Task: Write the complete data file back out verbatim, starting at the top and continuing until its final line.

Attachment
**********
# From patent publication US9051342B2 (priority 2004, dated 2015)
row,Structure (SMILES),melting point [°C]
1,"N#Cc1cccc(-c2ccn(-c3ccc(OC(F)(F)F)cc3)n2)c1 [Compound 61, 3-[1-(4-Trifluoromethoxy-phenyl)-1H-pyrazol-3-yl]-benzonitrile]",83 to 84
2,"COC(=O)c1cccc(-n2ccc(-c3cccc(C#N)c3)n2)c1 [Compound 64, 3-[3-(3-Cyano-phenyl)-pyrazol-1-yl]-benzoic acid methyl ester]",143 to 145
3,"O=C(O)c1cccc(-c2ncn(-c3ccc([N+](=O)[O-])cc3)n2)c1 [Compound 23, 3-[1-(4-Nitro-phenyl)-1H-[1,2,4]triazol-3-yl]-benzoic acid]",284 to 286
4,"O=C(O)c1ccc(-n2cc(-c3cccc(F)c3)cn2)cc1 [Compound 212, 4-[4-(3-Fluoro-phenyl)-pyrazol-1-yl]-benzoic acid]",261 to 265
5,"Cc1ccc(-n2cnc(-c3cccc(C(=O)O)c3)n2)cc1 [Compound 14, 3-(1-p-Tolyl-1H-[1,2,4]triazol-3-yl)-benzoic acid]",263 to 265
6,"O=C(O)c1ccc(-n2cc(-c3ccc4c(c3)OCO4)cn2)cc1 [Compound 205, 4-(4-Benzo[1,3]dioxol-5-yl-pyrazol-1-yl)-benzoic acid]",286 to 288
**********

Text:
# From patent publication US9051342B2 (priority 2004, dated 2015)
row,Structure (SMILES),melting point [°C]
1,"N#Cc1cccc(-c2ccn(-c3ccc(OC(F)(F)F)cc3)n2)c1 [Compound 61, 3-[1-(4-Trifluoromethoxy-phenyl)-1H-pyrazol-3-yl]-benzonitrile]",83 to 84
2,"COC(=O)c1cccc(-n2ccc(-c3cccc(C#N)c3)n2)c1 [Compound 64, 3-[3-(3-Cyano-phenyl)-pyrazol-1-yl]-benzoic acid methyl ester]",143 to 145
3,"O=C(O)c1cccc(-c2ncn(-c3ccc([N+](=O)[O-])cc3)n2)c1 [Compound 23, 3-[1-(4-Nitro-phenyl)-1H-[1,2,4]triazol-3-yl]-benzoic acid]",284 to 286
4,"O=C(O)c1ccc(-n2cc(-c3cccc(F)c3)cn2)cc1 [Compound 212, 4-[4-(3-Fluoro-phenyl)-pyrazol-1-yl]-benzoic acid]",261 to 265
5,"Cc1ccc(-n2cnc(-c3cccc(C(=O)O)c3)n2)cc1 [Compound 14, 3-(1-p-Tolyl-1H-[1,2,4]triazol-3-yl)-benzoic acid]",263 to 265
6,"O=C(O)c1ccc(-n2cc(-c3ccc4c(c3)OCO4)cn2)cc1 [Compound 205, 4-(4-Benzo[1,3]dioxol-5-yl-pyrazol-1-yl)-benzoic acid]",286 to 288